D-lactate increases pulmonary apoptosis by restricting phosphorylation of Bad and eNOS in a rat model of hemorrhagic shock

Amín Jaskille, Hasan B. Alam, Peter Rhee, William Hanes, John R. Kirkpatrick, Elena Koustova, Henri Ford, Edwin A. Deitch, Tetsu Yukioka

Research output: Contribution to journalArticle

35 Citations (Scopus)

Abstract

Resuscitation with racemic lactated Ringer's solution (containing equal amounts of D and L isomers of lactate) has been shown to induce pulmonary apoptosis. Substitution of DL-isomer lactate with ketone bodies (β-hydroxybutyrate, BHB), sodium pyruvate, or L-isomer of lactate decrease this injury without changing the energy status of the tissues or the expression of apoptotic genes. These modified solutions however alter the function of apoptotic proteins through an unknown mechanism. We postulated that DL-LR induces apoptosis by restricting the phosphorylation of key apoptotic proteins. Methods: Male Sprague Dawley rats (n = 30, 5/group) were subjected to a three stage, volume-controlled hemorrhage and randomized to the following groups. 1) No hemorrhage (Sham); 2) Hemorrhage and no resuscitation (NR); 3) Resuscitation with 3x shed blood volume of racemic LR (DL-LR); 4) Resuscitation with 3x shed blood volume of LR containing only the L-isomer of lactate (L-LR); 5) Resuscitation with 3x shed blood volume of pyruvate Ringer's (PR); 6) Resuscitation with 3x shed blood volume of ketone Ringer's (KR). The modified Ringer's solutions were identical to racemic LR except for equimolar substitution of DL-lactate for L-lactate, pyruvate and BHB respectively. Lung tissue was obtained 2 hours later and subjected to Western Blotting. The levels of Akt, Bad, and eNOS (total and phosphorylated) proteins were measured. Finally, the expression of gene coding for protein 14-3-3 was measured using RT-PCR. Results: Resuscitation with DL-LR caused a significant (p < 0.05) increase in the total Bad and a decrease in phosphorylated Bad protein expression in the lung. It also caused an increase in the phosphorylated Akt levels and a decrease in gene coding for protein 14-3-3. These changes were consistent with signaling imbalances that favor apoptosis. Modified LR solutions, on the other hand, did not cause these alterations. Phosphorylation pattern of eNOS supported the involvement of PI3K/Akt pathway in this process. Conclusions: Racemic lactate plays a role in the induction of pulmonary apoptosis by restricting phosphorylation of Bad and eNOS proteins.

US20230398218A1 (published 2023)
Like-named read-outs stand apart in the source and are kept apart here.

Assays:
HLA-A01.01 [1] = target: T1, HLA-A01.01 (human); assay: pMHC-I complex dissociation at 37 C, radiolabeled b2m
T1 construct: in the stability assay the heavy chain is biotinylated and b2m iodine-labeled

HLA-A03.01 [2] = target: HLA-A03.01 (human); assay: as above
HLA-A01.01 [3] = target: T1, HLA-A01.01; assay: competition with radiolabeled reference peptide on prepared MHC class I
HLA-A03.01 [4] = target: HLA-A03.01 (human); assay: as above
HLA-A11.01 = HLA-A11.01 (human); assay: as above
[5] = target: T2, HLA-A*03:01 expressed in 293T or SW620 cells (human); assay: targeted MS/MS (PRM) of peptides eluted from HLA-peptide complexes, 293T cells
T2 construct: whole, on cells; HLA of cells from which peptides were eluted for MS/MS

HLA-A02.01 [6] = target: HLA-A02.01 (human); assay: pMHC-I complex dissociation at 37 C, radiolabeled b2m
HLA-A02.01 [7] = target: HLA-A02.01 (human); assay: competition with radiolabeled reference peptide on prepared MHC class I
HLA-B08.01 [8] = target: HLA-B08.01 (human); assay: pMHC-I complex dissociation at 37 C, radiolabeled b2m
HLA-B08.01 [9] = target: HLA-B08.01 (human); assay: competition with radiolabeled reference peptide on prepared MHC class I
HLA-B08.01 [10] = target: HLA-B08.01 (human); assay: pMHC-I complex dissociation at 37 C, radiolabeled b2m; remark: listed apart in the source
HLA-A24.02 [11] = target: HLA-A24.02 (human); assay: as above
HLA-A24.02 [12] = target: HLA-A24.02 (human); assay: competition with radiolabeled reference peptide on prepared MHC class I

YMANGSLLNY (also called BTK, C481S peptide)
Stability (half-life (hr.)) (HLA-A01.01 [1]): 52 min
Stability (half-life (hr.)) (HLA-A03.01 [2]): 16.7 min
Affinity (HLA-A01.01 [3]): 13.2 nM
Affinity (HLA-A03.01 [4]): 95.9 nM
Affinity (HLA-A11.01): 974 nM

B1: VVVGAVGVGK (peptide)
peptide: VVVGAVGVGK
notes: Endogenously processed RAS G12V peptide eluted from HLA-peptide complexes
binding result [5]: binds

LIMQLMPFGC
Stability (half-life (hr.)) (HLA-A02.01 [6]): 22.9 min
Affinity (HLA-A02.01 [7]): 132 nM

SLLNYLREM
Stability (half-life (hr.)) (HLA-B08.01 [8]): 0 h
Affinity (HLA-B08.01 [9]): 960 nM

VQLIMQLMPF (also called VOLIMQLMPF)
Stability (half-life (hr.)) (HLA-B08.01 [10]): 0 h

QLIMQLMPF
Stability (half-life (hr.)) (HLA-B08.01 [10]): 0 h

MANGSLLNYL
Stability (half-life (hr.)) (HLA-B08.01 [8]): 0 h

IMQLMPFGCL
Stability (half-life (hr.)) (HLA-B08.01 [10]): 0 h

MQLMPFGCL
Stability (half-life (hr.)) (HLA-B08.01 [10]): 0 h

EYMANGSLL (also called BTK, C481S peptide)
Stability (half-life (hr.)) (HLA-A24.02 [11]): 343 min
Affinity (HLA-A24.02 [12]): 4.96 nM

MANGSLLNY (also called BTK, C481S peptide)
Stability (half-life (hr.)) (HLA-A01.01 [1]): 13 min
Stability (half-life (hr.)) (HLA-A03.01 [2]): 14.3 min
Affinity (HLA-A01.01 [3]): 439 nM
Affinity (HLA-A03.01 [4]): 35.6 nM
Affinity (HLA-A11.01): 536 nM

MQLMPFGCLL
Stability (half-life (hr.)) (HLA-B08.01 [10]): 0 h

Original languageEnglish (US)
Pages (from-to)262-270
Number of pages9
JournalJournal of Trauma - Injury, Infection and Critical Care
Volume57
Issue number2
DOIs
StatePublished - Aug 1 2004
Externally publishedYes

Fingerprint

Hemorrhagic Shock
Resuscitation
Lactic Acid
Phosphorylation
Apoptosis
Lung
Blood Volume
bcl-Associated Death Protein
Pyruvic Acid
14-3-3 Proteins
Hemorrhage
Proteins
Hydroxybutyrates
Ketone Bodies
Ketones
Phosphatidylinositol 3-Kinases
Sprague Dawley Rats
Western Blotting
Sodium
Gene Expression

Keywords

  • Akt
  • Apoptosis
  • Bad
  • eNOS
  • Hemorrhagic shock
  • Isomers
  • Ketone body
  • Lactated Ringer's
  • Lung
  • Phosphorylation
  • Pyruvate
  • Racemic
  • Resuscitation

ASJC Scopus subject areas

  • Surgery
  • Critical Care and Intensive Care Medicine

Cite this

D-lactate increases pulmonary apoptosis by restricting phosphorylation of Bad and eNOS in a rat model of hemorrhagic shock. / Jaskille, Amín; Alam, Hasan B.; Rhee, Peter; Hanes, William; Kirkpatrick, John R.; Koustova, Elena; Ford, Henri; Deitch, Edwin A.; Yukioka, Tetsu.

In: Journal of Trauma - Injury, Infection and Critical Care, Vol. 57, No. 2, 01.08.2004, p. 262-270.

Research output: Contribution to journalArticle

Jaskille, Amín ; Alam, Hasan B. ; Rhee, Peter ; Hanes, William ; Kirkpatrick, John R. ; Koustova, Elena ; Ford, Henri ; Deitch, Edwin A. ; Yukioka, Tetsu. / D-lactate increases pulmonary apoptosis by restricting phosphorylation of Bad and eNOS in a rat model of hemorrhagic shock. In: Journal of Trauma - Injury, Infection and Critical Care. 2004 ; Vol. 57, No. 2. pp. 262-270.